If these are Short-billed Dowitchers, I’d love to see a Long-billed Dowitcher! They are heading to swampy pine forests of high northern latitudes.

Black-bellied Plovers, much larger relatives of Piping Plovers, look like Plain Janes when we see them in the fall (see above).

Now look at his handsome crisp black and white breeding plumage; its hard to believe we are looking at the same bird! He is headed to breed in the Arctic tundra in his fancy new suit.

This one is for Joey. Sorry its a crummy photo–they were far in the distance–but it’s a record nonetheless. The bird on the right is his favorite, the calico-colored Ruddy Turnstone. They also nest in the high Arctic.

The Eastern Kingbird is a small yet feisty songbird; he’ll chase after much larger raptors and herons that dare to pass through his territory. Kingbirds spend the winter in the South American forests and nest in North America.

With our record of the state with the greatest Piping Plover recovery rate, no post about the magical Massachusetts May migration would be complete without including these tiniest of shorebirds. Female Piping Plover, Good Harbor Beach.

 

 

THE GOOD HARBOR BEACH PIPING PLOVER PAIR ARE STRUGGLING AND NEED OUR HELP

Good Morning Papa Plover!

Over the past several weeks, five Piping Plovers battling over nesting turf have been observed at Good Harbor Beach, from the creek end of the beach, all the way to the entrance by the Good Harbor Beach Inn. In the past three days, there hasn’t been activity in the roped off area nearer the GHB Inn. It appears only one pair has decided to call GHB their home for the summer and they seem to be zeroing in on the cordoned off area by boardwalk #3, same as last year.

Unfortunately, the “Party Rock,” the large exposed rock up by the wrack line, is this year not in the roped off area; the roping comes just short of enclosing the “Rock.” The past few evenings, even before the heat wave, folks have been setting up their hibachis, behind the rock, abutting the restricted area. This morning there were a group of six sleeping next to the rock. Needless to say, our Plover pair was super stressed. Early morning is when they typically mate and lay eggs, and neither are happening under duress.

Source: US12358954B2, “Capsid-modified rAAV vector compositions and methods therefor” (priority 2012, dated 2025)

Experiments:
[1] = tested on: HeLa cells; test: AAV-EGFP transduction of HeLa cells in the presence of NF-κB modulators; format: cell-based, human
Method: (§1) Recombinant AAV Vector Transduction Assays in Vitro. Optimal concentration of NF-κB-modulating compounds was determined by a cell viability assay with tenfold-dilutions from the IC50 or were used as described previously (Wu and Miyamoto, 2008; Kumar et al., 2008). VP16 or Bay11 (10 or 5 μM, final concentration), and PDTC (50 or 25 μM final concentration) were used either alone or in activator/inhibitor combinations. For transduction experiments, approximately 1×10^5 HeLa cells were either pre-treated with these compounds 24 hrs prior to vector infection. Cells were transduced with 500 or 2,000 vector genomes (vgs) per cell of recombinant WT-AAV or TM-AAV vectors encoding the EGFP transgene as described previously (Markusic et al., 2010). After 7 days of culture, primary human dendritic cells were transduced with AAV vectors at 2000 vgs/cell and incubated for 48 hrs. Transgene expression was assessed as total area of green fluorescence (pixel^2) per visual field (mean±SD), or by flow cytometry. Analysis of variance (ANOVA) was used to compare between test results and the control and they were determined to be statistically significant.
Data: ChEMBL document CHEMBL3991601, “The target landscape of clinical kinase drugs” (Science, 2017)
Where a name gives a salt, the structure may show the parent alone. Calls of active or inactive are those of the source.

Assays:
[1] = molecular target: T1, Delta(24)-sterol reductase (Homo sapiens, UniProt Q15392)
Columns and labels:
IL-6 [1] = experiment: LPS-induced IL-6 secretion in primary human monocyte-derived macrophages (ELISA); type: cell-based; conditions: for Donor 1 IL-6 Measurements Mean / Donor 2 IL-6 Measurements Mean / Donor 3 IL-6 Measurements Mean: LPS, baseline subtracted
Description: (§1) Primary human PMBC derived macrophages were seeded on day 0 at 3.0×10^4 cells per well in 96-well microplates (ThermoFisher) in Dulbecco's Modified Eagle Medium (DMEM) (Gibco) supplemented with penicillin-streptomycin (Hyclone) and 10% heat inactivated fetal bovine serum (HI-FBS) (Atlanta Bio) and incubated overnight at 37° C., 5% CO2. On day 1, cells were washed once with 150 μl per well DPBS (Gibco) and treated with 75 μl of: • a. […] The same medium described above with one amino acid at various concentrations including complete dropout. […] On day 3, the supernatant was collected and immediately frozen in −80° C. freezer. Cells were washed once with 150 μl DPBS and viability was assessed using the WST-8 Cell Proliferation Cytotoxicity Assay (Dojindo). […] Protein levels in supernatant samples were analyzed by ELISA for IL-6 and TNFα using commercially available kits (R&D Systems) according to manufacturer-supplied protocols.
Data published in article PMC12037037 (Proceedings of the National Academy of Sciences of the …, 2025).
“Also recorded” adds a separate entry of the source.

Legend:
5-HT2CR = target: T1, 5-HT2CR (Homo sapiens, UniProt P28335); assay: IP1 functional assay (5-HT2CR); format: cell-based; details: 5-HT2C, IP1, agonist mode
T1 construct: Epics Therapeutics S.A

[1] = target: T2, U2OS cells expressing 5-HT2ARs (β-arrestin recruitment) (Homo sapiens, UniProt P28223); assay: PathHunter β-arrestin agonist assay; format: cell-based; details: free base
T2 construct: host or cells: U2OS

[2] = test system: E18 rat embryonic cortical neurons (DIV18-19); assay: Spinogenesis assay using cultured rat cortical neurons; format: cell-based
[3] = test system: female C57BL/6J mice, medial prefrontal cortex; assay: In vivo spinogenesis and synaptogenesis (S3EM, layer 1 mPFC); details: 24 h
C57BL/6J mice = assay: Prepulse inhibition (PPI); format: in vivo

Papa wants to mate with Mama, but she is too stressed.

Here are just a few things we can do to help the Plovers. Please write and let us know your ideas and suggestions, they are so very much appreciated. It would be terrific to put together all the suggestions to present to Mayor Sefatia and Chirs. Thank you!

  1. Post a No Dog sign at the footbridge. I think this is critically important.
  2. Post signs at entrances to the beach to help educate folks about the Piping Plovers, why respecting the restricted area is so important, and why removing trash is equally as vital to the survival of the plovers.
  3. Additionally, I would love to make a brochure about the Piping Plover life cycle that we could hand out to visitors at the parking entrance. Though when I suggested that idea to a friend, he thought the brochures may end up littering the beach. What do you think?
  4. Fix the fencing around the dunes. As it stands now, the rusty old fencing is nearly buried in the sand and actually dangerously invites tripping. If the fences were mended and signs posted about the fragility of the dunes, folks would stop cutting through the dunes to go to and from the parking lot. Right now, they are walking through the restricted area to access the dune trail. Visitors may also want to know that the grass and shrubby growth on that trail is teeming with ticks, another reason to keep off the dunes.
  5. If folks are setting up a cookout or planning a sleepover next to the nesting area (especially near the party rock), gently explain why it would be best to move further down the beach, away from the restricted area.

Mama Plover fishing for worms

I would be happy to meet anyone at Good Harbor Beach to show exactly what are the issues. Dave Rimmer from Essex Greenbelt mentioned that in other communities where Piping Plovers have nested on very busy beaches, a network of Piping Plover babysitters was established to help the chicks survive on the busiest of beach days. If we are so fortunate as to have chicks, I would love to get together a group of “Piping Plover Babysitters.”Good Harbor Beach sunrise

Rare western snowy plovers nesting in Los Angeles after 70-year absence

Thank you to my new friend Laura Stevens for sharing the following story. I have been to Malibu Lagoon State Beach when visiting Liv in Santa Monica and it is equally as well-loved and highly trafficked as is Good Harbor Beach.

Rare western snowy plovers nesting in Los Angeles after 70-year absence

Mother Nature Network/By Jaymi Heimbuch/May 14, 2017

Photo: Kristian Bell